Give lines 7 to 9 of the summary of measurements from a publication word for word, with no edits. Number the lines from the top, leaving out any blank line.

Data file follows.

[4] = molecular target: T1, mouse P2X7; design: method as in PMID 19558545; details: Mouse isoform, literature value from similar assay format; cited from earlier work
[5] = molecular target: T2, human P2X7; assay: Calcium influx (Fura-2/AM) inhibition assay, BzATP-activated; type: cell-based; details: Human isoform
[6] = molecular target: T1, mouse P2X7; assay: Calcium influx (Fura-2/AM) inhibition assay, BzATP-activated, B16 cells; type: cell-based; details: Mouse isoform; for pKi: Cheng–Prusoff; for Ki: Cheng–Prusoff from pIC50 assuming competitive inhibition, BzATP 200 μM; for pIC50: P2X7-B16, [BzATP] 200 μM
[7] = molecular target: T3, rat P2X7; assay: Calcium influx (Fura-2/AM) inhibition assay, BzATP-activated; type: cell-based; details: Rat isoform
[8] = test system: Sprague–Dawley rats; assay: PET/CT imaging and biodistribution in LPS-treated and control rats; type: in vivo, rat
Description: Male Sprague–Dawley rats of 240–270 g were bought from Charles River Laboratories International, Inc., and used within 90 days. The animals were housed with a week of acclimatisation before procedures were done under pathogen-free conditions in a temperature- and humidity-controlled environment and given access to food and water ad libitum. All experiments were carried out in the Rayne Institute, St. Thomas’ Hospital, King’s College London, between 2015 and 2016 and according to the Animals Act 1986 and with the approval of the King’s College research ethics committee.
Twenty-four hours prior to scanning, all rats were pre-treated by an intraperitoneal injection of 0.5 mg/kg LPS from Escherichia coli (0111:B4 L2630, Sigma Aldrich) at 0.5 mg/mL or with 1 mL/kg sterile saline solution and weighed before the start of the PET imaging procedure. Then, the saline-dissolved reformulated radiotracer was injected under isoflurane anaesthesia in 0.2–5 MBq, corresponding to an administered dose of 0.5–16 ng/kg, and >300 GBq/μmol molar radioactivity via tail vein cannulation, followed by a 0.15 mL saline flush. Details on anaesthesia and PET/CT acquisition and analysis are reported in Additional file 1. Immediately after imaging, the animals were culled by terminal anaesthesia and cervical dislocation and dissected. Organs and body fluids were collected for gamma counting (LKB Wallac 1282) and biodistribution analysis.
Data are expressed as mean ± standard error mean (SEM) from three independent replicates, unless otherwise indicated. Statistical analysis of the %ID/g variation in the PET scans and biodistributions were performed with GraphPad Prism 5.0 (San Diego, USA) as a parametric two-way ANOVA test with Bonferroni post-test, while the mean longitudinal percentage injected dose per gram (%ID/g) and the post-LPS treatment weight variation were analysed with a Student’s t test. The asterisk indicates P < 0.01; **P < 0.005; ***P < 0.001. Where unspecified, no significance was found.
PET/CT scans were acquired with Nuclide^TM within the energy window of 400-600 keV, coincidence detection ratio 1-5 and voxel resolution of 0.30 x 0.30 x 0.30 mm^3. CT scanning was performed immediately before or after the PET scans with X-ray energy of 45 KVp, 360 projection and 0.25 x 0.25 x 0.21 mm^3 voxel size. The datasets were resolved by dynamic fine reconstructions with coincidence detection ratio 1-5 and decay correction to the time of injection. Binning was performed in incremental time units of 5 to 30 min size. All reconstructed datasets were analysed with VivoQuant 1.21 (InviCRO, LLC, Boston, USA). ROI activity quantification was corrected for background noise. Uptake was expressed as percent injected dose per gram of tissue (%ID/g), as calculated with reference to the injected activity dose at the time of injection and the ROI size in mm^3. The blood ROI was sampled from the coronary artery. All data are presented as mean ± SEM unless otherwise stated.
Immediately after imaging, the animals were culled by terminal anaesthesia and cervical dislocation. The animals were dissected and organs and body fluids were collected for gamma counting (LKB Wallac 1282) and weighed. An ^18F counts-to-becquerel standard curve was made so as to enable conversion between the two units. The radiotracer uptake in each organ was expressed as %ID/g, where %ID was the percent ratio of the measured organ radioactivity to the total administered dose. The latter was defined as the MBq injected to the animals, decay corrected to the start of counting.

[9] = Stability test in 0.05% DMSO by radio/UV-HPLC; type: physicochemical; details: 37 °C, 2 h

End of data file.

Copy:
Twenty-four hours prior to scanning, all rats were pre-treated by an intraperitoneal injection of 0.5 mg/kg LPS from Escherichia coli (0111:B4 L2630, Sigma Aldrich) at 0.5 mg/mL or with 1 mL/kg sterile saline solution and weighed before the start of the PET imaging procedure. Then, the saline-dissolved reformulated radiotracer was injected under isoflurane anaesthesia in 0.2–5 MBq, corresponding to an administered dose of 0.5–16 ng/kg, and >300 GBq/μmol molar radioactivity via tail vein cannulation, followed by a 0.15 mL saline flush. Details on anaesthesia and PET/CT acquisition and analysis are reported in Additional file 1. Immediately after imaging, the animals were culled by terminal anaesthesia and cervical dislocation and dissected. Organs and body fluids were collected for gamma counting (LKB Wallac 1282) and biodistribution analysis.
Data are expressed as mean ± standard error mean (SEM) from three independent replicates, unless otherwise indicated. Statistical analysis of the %ID/g variation in the PET scans and biodistributions were performed with GraphPad Prism 5.0 (San Diego, USA) as a parametric two-way ANOVA test with Bonferroni post-test, while the mean longitudinal percentage injected dose per gram (%ID/g) and the post-LPS treatment weight variation were analysed with a Student’s t test. The asterisk indicates P < 0.01; **P < 0.005; ***P < 0.001. Where unspecified, no significance was found.
PET/CT scans were acquired with Nuclide^TM within the energy window of 400-600 keV, coincidence detection ratio 1-5 and voxel resolution of 0.30 x 0.30 x 0.30 mm^3. CT scanning was performed immediately before or after the PET scans with X-ray energy of 45 KVp, 360 projection and 0.25 x 0.25 x 0.21 mm^3 voxel size. The datasets were resolved by dynamic fine reconstructions with coincidence detection ratio 1-5 and decay correction to the time of injection. Binning was performed in incremental time units of 5 to 30 min size. All reconstructed datasets were analysed with VivoQuant 1.21 (InviCRO, LLC, Boston, USA). ROI activity quantification was corrected for background noise. Uptake was expressed as percent injected dose per gram of tissue (%ID/g), as calculated with reference to the injected activity dose at the time of injection and the ROI size in mm^3. The blood ROI was sampled from the coronary artery. All data are presented as mean ± SEM unless otherwise stated.